MIG welding is by far the most common type of welding used by hobbyists—it’s easy, the equipment is relatively affordable, and it can be applied to everything from thin sheetmetal repair to heavy frame fabrication. For general-purpose use, a good MIG, such as Miller Electric Mfg.’s Millermatic 211 Auto-Set with multi-voltage plug (MVP) is the perfect machine for hot rodders.
Our MIG welding lessons will be based using Miller Electric Mfg.’s Millermatic 211 Auto-Se
Miller has made MIG welding even easier now with its Auto-Set and MVP features. With Auto-Set, you do just that: set the machine to the desired material thickness and the wire size being used and it automatically sets the wire speed and amperage for you (it can also be used on manual mode as well, allowing the user to fine-tune the settings for specific applications). The MVP gives you the option of using either a 120V or 230V power supply, simply with the change of the plug—the machine senses power input and automatically adjusts accordingly. Obviously, this makes for the ideal beginner’s MIG welder, but don’t let that rule out use for those of you who are intermediate and more advanced welders.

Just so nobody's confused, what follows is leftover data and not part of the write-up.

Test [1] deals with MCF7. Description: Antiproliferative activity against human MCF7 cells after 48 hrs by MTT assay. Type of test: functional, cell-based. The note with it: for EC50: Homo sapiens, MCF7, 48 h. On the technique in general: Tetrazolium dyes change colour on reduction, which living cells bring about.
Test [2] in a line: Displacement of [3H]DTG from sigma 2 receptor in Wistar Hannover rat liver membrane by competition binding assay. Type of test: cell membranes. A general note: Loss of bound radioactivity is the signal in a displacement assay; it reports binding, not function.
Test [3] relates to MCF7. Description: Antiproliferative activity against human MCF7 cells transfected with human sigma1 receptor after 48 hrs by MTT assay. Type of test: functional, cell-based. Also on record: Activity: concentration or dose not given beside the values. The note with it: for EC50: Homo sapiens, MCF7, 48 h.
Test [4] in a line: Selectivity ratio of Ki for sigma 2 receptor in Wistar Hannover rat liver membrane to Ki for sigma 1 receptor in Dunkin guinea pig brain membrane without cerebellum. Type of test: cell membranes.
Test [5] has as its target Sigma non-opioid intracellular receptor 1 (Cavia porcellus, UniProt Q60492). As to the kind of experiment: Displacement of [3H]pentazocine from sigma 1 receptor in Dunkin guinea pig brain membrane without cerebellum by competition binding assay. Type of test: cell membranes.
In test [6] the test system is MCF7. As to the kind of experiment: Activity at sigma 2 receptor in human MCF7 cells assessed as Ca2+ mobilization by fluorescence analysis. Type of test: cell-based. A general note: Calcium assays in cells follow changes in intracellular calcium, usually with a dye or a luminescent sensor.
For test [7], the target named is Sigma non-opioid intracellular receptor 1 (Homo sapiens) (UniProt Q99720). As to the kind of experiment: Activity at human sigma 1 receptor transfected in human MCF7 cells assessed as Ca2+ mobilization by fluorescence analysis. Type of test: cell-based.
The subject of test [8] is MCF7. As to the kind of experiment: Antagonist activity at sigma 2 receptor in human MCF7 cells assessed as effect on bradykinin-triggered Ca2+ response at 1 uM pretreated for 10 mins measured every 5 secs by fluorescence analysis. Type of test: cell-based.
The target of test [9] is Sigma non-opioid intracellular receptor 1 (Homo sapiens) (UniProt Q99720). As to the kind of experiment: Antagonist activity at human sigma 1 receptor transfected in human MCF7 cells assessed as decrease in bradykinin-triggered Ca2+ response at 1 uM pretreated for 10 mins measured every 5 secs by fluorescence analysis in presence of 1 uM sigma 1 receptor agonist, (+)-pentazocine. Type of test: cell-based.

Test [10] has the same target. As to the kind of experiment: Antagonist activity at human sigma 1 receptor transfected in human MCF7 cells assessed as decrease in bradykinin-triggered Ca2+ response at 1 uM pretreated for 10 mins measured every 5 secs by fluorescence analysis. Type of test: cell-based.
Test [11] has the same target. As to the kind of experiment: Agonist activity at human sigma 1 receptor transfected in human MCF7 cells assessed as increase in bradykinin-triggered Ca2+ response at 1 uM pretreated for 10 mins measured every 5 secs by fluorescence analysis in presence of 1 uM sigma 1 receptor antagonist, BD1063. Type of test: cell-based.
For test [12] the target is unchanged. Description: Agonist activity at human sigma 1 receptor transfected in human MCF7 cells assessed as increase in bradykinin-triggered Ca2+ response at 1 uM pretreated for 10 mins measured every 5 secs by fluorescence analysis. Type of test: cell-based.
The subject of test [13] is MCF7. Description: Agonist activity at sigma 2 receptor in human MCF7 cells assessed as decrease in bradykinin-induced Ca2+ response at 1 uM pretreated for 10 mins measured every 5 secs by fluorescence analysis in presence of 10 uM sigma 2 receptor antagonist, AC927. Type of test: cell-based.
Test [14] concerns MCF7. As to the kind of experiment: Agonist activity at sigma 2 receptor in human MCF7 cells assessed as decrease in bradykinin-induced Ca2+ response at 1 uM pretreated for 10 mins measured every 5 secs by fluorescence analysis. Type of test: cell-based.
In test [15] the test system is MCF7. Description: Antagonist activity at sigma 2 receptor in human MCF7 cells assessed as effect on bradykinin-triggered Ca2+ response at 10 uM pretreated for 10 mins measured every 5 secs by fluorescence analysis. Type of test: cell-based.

If none of your friends are around, it’s OK to use the directions when assembling a weldin
The Millermatic 211 has a power output rating of 90 amps (20 percent duty cycle) using 120 V—but at 230 V, it has the highest output of its class at 150 amps (30 percent duty cycle), with the ability to weld 24-gauge to 3/8-inch mild steel. Along with smooth, virtually spatter-free arcs, the MIG gun features a built-in short-circuit detection that automatically shuts the machine down temporarily whenever the tip is shorted to the working material and is reset simply by releasing the trigger. There’s loads more to the 211 Auto-Set that we’ll get into once we put ’er to the test—for now, we have to get everything set up and ready to go.